The Planetary Exploration group at TU Delft’s faculty of Aerospace Engineering is dedicated to the exploration of the solar system and the planets beyond.
Our science is focused on planetary atmospheres; planetary surface processes and materials; planet and moon interiors; and exoplanet detection and characterisation. We design and develop scientific instruments and trajectories for future space missions aimed at exploring the characteristics of other planets and moons in our solar system. We are also part of the Delft Space Institute.
Colloquium 28 February, 12:45 hr (Lecture room K and MS Teams (link via Brightspace)
BepiColombo mission to Mercury – Dr. Johannes Benkhoff (ESA-ESTEC)
BepiColombo is a joint project between ESA and the Japanese Aerospace Exploration Agency (JAXA). The Mission consists of two orbiters, the Mercury Planetary Orbiter (MPO) and the Mercury Magnetospheric Orbiter (MMO). The mission was launched with an ARIANE V October 2018 and will arrive at Mercury in the second half of 2025. From their dedicated orbits the two spacecrafts will be studying the planet and its environment. The MPO scientific payload comprises eleven instruments/instrument packages; the MMO scientific payload consists of five instruments/instrument packages. Together, the scientific payload of both spacecraft will perform measurements to find clues to the origin and evolution of a planet close to its parent star. The Nominal Science Mission of BepiColombo will cover 1 terrestrial year and be divided into 2 six-month phases, tentatively called the global mapping and target mapping phases. The latest status of the BepiColombo mission will be given with special emphasis on the scientific return from already more than 3 years in cruise and 4 planetary flyby’s.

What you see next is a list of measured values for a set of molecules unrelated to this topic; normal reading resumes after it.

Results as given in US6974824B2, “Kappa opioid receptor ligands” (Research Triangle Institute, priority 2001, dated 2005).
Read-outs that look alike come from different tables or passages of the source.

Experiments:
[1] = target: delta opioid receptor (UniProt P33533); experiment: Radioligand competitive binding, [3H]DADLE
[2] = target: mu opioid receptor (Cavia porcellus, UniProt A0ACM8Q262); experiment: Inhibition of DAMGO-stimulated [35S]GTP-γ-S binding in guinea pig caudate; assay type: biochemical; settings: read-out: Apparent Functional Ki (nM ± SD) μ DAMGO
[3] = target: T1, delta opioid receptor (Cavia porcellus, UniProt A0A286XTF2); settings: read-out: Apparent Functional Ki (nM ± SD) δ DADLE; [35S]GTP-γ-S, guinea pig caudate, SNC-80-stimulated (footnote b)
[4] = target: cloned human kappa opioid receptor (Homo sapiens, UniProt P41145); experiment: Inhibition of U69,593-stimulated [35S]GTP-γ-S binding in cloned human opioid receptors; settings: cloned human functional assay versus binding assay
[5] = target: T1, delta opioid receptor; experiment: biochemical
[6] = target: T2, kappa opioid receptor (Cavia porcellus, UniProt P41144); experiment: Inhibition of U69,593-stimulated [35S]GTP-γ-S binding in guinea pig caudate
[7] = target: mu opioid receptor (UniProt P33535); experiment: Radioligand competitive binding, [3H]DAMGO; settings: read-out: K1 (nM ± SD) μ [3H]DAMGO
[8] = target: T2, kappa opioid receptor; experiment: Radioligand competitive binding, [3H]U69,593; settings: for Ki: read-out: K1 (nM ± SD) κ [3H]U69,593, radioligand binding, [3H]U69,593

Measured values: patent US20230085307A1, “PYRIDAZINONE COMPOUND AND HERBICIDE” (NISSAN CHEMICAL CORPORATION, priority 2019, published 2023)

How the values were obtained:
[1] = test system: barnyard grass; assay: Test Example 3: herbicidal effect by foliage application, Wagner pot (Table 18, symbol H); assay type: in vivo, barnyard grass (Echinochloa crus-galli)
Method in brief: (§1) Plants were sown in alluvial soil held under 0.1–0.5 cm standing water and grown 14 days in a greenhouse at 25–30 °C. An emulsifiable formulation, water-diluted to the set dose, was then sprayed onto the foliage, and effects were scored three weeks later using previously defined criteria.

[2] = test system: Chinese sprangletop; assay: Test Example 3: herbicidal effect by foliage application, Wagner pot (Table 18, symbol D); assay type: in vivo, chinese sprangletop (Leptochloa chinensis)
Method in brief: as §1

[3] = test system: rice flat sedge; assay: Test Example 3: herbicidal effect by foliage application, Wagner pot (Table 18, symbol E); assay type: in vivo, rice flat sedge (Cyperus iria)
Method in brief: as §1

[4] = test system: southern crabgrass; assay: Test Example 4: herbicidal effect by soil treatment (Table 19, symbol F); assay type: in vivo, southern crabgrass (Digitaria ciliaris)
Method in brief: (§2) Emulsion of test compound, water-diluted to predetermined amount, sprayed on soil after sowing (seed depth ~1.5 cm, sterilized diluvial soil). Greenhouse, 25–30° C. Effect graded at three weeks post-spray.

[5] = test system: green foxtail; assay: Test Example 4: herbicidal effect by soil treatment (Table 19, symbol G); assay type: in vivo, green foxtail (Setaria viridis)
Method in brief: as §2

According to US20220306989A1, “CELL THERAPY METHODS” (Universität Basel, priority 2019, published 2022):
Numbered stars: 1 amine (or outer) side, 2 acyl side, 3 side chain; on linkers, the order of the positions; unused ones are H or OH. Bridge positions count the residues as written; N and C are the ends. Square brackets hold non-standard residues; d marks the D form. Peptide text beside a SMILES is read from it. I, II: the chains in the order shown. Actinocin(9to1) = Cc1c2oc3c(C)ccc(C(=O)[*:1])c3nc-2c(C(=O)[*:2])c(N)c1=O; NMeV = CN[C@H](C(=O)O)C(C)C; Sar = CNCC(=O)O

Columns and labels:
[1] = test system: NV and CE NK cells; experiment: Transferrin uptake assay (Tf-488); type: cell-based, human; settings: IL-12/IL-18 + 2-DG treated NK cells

Our latest news.
- Explore the new ‘Delft Meteorite Lab’
- Venus orbiter EnVision selected as new ESA mission
- Sidewalk astronomy during a solar eclips
- Marie Fayolle wins Heinz Stoewer Space Award 2021
- Aerospace Engineering involved in four new studies of planets and exoplanets
- Greenland ice losses rising faster than expected
- The colours of light wave vibrations can reveal oceans on exoplanets
- Bedrock below West Antarctica rising surprisingly fast